“In Afghanistan there is so much violence and prejudice toward women. Because of that, when I come here and box, I feel freedom," said Shahla Sekandari.
Sekandri is a 20-year-old female boxer, training, along with her teammates, for the 2012 Olympics.
Female boxing in Afghanistan is frowned upon even among some of the boxers' family members. A few years ago, under Taliban rule, women participating in the sport would have been unthinkable.
Reported by Illume, Oxfam, a sponsor of the Afghan team stated, “In a country ravaged by 30 years of war and run by a conservative male-dominated society, these female boxers are Afghanistan’s most improbable ambassadors for peace.”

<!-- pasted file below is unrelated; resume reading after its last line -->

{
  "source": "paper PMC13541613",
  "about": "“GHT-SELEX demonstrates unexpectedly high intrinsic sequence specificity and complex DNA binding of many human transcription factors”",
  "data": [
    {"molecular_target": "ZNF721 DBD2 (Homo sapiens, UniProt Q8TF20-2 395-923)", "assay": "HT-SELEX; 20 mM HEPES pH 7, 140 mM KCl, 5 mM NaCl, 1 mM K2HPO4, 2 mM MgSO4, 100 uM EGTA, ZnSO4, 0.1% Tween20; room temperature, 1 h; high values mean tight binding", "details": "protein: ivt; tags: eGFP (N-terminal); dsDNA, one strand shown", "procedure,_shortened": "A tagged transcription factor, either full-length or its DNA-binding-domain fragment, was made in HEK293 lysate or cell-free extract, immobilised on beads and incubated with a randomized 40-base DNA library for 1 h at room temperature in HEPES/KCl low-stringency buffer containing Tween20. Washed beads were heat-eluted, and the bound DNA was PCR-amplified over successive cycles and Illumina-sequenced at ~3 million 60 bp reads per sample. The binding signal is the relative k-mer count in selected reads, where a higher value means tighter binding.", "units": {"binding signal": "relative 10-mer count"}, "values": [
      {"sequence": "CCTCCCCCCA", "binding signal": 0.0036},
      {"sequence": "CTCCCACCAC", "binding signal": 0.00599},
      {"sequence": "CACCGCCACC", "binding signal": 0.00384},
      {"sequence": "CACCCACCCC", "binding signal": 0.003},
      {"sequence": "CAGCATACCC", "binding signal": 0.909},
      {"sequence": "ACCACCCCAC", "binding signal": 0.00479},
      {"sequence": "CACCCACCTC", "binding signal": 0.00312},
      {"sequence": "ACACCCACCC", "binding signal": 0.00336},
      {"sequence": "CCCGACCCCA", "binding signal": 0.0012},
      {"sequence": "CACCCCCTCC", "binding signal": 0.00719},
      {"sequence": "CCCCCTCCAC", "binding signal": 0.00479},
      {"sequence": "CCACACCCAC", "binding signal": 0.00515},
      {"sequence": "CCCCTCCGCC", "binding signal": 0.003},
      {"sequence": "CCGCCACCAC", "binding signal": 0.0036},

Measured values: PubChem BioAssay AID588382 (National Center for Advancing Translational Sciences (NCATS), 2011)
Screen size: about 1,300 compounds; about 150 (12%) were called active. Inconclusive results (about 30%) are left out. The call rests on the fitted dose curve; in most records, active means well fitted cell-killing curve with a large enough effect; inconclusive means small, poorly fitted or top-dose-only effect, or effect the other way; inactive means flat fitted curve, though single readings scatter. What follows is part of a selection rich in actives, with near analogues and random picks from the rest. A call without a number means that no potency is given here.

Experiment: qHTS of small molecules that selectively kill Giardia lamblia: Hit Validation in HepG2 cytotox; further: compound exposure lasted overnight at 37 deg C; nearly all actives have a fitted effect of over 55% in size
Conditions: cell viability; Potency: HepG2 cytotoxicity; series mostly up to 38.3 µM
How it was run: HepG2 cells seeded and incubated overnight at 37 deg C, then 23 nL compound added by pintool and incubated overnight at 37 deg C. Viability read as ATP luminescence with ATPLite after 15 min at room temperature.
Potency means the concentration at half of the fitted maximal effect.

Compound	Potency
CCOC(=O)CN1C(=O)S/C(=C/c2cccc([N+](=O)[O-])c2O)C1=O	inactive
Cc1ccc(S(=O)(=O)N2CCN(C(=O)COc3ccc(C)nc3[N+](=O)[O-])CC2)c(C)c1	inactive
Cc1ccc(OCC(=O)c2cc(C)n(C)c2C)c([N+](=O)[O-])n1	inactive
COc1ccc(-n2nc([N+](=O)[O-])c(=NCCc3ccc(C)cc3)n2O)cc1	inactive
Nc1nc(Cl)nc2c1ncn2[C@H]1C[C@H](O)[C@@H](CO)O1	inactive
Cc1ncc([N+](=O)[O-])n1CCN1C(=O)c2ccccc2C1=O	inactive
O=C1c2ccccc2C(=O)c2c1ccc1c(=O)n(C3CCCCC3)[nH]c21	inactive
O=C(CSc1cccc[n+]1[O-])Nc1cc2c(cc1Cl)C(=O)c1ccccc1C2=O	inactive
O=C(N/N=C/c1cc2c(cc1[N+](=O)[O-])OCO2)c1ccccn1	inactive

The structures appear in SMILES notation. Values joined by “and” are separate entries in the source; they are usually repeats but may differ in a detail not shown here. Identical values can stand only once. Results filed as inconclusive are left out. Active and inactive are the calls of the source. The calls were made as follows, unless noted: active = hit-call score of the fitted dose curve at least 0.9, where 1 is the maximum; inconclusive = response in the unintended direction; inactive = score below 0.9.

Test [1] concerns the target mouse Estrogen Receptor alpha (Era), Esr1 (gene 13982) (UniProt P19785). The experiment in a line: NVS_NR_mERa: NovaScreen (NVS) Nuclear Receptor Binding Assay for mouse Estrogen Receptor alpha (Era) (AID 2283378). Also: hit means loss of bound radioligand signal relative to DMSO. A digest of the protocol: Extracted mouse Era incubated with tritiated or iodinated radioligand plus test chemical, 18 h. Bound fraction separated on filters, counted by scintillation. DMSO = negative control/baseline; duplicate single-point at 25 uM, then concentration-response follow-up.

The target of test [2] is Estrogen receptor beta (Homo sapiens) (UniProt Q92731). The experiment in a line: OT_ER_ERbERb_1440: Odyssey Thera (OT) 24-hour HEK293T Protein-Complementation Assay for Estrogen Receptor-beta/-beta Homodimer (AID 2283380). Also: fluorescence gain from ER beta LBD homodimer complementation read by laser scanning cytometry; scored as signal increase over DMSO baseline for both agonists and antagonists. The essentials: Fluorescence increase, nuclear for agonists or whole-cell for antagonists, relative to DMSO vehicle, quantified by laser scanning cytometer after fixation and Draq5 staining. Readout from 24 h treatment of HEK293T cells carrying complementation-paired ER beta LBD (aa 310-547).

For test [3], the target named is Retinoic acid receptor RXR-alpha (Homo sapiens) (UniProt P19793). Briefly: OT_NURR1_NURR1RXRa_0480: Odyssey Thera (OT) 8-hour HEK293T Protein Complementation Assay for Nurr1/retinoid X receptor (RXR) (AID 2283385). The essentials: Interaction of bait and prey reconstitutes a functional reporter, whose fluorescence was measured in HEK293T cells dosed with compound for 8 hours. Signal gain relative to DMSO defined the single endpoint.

The girls have made quick and remarkable progress. Growing steadily stronger, they are now a force to reckon with.
Sekandari won a bronze medal at the Asian Indoor Games in Vietnam and is Afghanistan's best contender for the Olympics. The team made headway toward its gold medal goal when the International Boxing Association approved wearing the hijab during boxing matches.